The Hitchhiker’s Guide to the Galaxy

LET ME start by saying I am not a sci-fi fan. A friend once lent me all of her Dune books but I never got past the first few chapters. I have not even watched any of the Star Wars movies in full. You may kill me now, sure.

That said, getting into Douglas Adams’ The Hitchhiker’s Guide to the Galaxy was a bit of a struggle for me. The only reason I decided to read it was so I could get the deal about the towel reference — something about the towel being “the most massively useful thing an interstellar hitchhiker can have.” That factoid didn’t really do anything to forward the narrative. It’s just that: a factoid in the Hitchhiker universe.

The story starts with the impending demolition of the Earth by the alien species Vogons. Arthur Dent, the main character, is summoned by his alien friend Ford Prefect and they both survive the catastrophe by getting into the Vogon ship. The President of the Galaxy, a pretty lady and a depressed robot soon join them in their interstellar travel.

It’s pretty much an adventure book set in space. The Hitchhiker universe, however, is not as scientifically solid for my initial liking. The concepts and creatures seem too arbitrary to be part of a compact and carefully planned fictional dimension.

I only started to appreciate the book’s campy tone when Arthur and the gang reach Magrathea, a planet that creates other planets. This is also the part when the philosophical inquiries begin to surface. I know Arthur has been introspective since the beginning, but the book becomes more blatant with its existential wisdom/sarcasm only later on. We meet a computer called Deep Thought, a pair of talking mice trying to figure out the Ultimate Question, and some quarreling representatives from the Amalgamated Union of Philosophers, Sages, Luminaries and Other Thinking Persons.

Without spoiling too much (the book doesn’t go Game of Thrones-y with its plot anyway), I’d say Hitchhiker‘s general philosophy, if any, is geared towards the Absurd. Yes, as in Albert Camus’ Absurd. Look at this exchange between Arthur and Frankie the mouse:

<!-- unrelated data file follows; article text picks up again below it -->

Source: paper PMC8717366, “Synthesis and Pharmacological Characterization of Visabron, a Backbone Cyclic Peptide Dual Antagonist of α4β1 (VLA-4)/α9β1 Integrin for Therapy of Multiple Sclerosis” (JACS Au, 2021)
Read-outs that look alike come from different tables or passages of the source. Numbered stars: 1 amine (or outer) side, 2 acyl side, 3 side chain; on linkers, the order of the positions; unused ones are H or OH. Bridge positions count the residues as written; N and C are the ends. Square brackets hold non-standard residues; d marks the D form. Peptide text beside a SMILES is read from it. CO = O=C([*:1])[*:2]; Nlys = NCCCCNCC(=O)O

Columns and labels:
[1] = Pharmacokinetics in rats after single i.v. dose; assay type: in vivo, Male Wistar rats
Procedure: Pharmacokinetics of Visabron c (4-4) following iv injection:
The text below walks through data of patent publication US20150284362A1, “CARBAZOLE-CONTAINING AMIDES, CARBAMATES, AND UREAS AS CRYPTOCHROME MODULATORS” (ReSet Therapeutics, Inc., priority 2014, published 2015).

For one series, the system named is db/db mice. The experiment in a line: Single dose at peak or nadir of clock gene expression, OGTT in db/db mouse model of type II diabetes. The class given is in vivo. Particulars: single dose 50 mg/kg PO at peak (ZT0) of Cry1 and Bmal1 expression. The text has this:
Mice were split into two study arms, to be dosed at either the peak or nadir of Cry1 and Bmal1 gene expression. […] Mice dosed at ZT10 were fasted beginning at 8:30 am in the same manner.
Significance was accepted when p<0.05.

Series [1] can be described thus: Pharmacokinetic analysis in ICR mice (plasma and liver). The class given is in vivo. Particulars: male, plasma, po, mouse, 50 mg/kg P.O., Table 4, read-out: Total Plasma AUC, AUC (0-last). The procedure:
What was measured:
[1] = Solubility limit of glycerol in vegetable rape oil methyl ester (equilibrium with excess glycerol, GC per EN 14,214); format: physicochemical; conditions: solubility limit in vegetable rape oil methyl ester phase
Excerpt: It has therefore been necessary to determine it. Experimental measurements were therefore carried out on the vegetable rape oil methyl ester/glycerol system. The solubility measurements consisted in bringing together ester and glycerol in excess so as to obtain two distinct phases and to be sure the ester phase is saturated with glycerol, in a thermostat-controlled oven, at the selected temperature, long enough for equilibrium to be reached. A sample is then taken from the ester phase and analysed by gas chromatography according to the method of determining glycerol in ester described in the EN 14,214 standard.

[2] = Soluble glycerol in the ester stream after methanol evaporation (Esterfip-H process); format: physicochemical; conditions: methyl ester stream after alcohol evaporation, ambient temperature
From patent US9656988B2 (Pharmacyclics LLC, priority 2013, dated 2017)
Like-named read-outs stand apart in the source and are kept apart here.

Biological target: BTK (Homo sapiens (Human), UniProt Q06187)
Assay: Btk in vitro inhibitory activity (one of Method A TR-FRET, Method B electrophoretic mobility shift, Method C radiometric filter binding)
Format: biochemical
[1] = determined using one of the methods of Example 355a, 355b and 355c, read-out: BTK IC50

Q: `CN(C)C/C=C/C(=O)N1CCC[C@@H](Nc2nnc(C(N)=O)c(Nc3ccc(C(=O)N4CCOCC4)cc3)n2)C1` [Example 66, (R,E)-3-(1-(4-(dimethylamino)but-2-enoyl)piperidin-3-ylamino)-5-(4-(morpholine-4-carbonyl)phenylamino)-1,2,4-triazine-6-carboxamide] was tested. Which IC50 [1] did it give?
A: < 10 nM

“I mean why have you been [searching for the Ultimate Question]?”

“Oh, I see,” said Frankie. “Well, eventually just habit I think, to be brutally honest.”

There’s also this nugget of honesty-slash-brilliance from Zaphod Beeblebrox:

“I don’t know what I’m looking for.”

“Why not?”

“Because…because…I think it might be because if I knew I wouldn’t be able to look for them.”

Such irony, eh? I wish the act of searching actually brings us some sense of satisfaction or completion. Unfortunately that shit only happens in pop songs like Miley Cyrus’ The Climb (or is this comparison a little oblique?).

It’s also worth noting that Hitchhiker is a very easy read. You just have to be patient enough to endure and accept the ridiculous tongue-in-cheek setup, then you’re pretty much in for a mildly entertaining experience. I don’t think I’m going to read the next books in the series tho, but I might watch the movie. Not now, no, but maybe some other time.

Like I said, I’m just not that into sci-fi.

The featured image is from Open Library.

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